A bone marrow screening session has been arranged at Gatley's Yeshurun Synagogue on Sunday in response to an appeal from an academic with leukaemia.
Professor Steve Rothberg, a 44-year-old father of two from Loughborough, was diagnosed with leukaemia in March 2009. After four failed courses of chemotherapy and four donor drives, a donor has been found for him in Germany and he will undergo a bone marrow transplant in August.
More than 300 people have joined the Spit for Steve campaign on Facebook, which is seeking 500 Jewish donors to join the UK bone marrow register. Those who attend Sunday's session, organised by the Antony Nolan Trust, will have to provide a saliva sample.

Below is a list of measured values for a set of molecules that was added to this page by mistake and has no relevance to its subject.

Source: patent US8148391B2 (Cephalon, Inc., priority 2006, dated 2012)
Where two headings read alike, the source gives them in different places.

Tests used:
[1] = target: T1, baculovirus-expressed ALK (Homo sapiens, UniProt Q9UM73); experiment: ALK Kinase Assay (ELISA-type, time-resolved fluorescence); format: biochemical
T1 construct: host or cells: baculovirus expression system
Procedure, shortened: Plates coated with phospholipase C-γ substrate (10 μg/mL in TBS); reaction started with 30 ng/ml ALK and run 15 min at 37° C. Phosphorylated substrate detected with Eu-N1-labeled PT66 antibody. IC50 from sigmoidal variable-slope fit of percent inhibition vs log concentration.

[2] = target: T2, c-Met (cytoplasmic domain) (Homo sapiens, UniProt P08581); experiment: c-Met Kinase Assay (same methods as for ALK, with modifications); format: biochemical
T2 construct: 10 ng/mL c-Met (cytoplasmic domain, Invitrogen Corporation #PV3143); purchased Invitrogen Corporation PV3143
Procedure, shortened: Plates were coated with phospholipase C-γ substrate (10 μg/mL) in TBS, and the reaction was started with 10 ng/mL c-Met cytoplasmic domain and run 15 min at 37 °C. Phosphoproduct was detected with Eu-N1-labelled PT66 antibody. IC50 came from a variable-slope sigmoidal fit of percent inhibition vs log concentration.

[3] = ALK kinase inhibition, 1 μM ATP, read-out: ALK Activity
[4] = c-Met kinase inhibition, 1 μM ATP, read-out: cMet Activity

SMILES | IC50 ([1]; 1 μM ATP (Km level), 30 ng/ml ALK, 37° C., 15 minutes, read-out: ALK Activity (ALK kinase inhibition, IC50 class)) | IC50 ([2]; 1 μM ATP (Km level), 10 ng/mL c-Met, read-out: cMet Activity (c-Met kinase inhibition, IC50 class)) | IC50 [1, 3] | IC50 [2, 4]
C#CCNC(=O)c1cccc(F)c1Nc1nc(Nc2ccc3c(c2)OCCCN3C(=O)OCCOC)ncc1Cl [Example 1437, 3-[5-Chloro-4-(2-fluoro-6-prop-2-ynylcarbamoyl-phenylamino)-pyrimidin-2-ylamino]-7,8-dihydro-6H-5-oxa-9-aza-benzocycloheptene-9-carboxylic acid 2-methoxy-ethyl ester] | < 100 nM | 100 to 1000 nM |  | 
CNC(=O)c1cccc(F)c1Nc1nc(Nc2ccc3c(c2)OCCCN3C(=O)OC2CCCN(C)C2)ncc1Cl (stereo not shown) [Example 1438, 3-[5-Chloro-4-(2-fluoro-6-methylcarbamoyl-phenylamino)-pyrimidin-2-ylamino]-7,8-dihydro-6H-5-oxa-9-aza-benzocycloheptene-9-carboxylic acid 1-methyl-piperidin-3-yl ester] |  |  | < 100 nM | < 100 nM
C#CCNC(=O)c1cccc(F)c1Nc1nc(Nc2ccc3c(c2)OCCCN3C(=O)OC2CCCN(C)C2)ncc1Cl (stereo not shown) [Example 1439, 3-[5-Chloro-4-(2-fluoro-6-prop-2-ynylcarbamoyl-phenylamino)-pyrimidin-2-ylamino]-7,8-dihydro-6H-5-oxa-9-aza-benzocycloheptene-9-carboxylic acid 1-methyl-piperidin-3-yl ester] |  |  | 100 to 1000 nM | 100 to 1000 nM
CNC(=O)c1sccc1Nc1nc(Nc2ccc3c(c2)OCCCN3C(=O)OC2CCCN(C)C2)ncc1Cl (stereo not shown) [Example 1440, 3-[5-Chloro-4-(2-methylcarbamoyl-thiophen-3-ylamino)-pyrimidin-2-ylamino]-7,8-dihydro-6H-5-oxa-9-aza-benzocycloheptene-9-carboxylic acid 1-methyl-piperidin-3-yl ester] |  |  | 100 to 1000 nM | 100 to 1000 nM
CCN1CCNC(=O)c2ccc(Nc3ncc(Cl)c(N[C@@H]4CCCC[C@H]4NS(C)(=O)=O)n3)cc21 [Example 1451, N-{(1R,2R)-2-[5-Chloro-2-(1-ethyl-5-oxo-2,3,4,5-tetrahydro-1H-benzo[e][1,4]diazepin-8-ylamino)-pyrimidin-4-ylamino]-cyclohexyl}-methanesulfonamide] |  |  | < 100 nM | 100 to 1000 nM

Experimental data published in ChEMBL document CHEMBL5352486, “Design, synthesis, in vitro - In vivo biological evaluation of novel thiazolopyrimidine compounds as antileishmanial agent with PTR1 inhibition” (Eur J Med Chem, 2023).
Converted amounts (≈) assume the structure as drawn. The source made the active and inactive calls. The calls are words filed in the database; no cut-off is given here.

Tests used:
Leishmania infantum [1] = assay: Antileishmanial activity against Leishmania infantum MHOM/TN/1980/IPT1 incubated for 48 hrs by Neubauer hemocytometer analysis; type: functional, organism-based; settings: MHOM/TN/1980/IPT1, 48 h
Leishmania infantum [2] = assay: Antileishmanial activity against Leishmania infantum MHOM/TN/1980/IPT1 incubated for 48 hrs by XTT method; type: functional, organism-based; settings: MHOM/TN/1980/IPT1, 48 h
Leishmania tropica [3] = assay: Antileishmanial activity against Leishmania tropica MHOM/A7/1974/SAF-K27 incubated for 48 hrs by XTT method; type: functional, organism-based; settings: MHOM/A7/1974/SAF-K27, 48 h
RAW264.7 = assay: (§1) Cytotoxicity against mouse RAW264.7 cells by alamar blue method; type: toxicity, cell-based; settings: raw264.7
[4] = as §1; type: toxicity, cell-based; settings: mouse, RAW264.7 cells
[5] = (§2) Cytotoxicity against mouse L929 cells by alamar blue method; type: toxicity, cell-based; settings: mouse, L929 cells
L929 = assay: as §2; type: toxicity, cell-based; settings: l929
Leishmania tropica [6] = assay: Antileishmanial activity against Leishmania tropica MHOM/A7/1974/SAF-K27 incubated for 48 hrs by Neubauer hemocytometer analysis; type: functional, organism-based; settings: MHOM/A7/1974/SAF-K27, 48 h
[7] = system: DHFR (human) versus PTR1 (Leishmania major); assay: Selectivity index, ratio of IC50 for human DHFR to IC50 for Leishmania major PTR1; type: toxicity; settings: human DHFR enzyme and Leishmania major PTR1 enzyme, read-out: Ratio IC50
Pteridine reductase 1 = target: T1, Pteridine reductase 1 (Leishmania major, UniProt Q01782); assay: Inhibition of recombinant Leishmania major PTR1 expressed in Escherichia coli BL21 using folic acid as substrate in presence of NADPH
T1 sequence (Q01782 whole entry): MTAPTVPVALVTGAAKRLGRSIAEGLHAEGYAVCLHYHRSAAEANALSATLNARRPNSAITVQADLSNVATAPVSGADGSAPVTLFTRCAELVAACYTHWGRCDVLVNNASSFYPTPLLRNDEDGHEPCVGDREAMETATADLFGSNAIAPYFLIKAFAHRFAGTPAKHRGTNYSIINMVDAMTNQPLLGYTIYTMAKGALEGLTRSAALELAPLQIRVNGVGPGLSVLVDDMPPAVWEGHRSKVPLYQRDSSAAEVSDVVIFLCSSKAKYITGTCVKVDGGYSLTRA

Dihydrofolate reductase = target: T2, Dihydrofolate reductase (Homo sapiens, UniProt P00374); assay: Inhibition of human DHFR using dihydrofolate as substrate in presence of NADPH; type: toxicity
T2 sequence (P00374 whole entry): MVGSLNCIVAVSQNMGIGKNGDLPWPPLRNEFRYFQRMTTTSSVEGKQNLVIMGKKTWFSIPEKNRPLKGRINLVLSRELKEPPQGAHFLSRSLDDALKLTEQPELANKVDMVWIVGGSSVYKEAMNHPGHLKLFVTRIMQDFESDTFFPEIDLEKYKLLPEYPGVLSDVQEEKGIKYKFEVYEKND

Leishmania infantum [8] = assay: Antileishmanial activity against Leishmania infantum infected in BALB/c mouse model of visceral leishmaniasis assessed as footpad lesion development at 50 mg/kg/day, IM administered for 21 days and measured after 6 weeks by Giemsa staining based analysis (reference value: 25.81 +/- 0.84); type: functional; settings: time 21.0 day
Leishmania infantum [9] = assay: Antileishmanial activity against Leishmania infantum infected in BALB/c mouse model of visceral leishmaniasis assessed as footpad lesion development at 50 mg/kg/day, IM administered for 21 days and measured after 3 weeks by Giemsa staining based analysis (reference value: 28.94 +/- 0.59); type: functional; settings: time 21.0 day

A donor is more likely to match a patient from the same ethnic background but Jews make up only two per cent of the register, which has 400,000 people signed up.
Professor Rothberg's wife, Gillian Adams, said: "If you're Jewish, the chances are you are less likely to find a donor because there aren't as many people from that ethnic group on the register.
"There is a real misconception that donating is horrible and intrusive but it's not. In most cases it's just like donating blood."